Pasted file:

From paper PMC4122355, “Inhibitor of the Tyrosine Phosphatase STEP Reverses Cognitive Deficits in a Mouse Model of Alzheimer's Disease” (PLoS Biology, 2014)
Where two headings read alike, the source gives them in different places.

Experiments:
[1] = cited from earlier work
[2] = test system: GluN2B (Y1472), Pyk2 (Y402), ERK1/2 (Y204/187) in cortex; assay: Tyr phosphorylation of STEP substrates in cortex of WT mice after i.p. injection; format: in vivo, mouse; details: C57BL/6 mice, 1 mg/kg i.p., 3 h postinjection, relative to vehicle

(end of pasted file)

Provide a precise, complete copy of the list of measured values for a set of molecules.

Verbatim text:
From paper PMC4122355, “Inhibitor of the Tyrosine Phosphatase STEP Reverses Cognitive Deficits in a Mouse Model of Alzheimer's Disease” (PLoS Biology, 2014)
Where two headings read alike, the source gives them in different places.

Experiments:
[1] = cited from earlier work
[2] = test system: GluN2B (Y1472), Pyk2 (Y402), ERK1/2 (Y204/187) in cortex; assay: Tyr phosphorylation of STEP substrates in cortex of WT mice after i.p. injection; format: in vivo, mouse; details: C57BL/6 mice, 1 mg/kg i.p., 3 h postinjection, relative to vehicle